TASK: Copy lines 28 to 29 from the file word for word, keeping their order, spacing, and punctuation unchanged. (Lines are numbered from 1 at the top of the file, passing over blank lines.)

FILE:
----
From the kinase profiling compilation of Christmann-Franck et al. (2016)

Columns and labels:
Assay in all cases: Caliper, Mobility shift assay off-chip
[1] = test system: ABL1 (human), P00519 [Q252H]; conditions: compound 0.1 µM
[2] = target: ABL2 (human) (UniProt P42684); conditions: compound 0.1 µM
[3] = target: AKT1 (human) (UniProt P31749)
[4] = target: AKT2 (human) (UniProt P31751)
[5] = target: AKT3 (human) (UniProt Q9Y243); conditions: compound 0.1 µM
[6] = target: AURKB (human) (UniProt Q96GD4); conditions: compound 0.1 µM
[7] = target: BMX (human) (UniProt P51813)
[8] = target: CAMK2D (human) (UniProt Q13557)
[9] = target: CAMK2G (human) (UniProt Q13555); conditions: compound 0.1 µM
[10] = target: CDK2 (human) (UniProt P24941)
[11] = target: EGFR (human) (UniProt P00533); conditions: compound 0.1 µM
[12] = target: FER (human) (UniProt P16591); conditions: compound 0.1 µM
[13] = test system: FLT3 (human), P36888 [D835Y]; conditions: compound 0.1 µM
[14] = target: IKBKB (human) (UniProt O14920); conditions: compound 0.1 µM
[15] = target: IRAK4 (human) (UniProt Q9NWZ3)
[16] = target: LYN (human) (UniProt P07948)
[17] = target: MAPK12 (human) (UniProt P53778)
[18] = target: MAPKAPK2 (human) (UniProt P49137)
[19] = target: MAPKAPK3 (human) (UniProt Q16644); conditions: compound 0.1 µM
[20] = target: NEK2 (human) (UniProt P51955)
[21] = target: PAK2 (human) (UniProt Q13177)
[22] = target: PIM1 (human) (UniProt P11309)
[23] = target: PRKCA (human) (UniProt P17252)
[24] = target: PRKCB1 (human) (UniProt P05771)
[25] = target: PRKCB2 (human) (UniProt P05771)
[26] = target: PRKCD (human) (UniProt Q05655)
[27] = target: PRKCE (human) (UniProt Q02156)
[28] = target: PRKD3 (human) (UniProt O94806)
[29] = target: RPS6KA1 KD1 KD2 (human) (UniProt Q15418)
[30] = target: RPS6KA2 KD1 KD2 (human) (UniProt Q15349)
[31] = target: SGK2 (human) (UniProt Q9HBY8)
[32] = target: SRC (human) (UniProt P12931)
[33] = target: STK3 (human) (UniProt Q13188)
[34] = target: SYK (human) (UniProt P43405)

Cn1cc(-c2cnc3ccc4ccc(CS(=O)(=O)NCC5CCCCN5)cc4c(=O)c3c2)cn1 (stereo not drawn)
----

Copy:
[25] = target: PRKCB2 (human) (UniProt P05771)
[26] = target: PRKCD (human) (UniProt Q05655)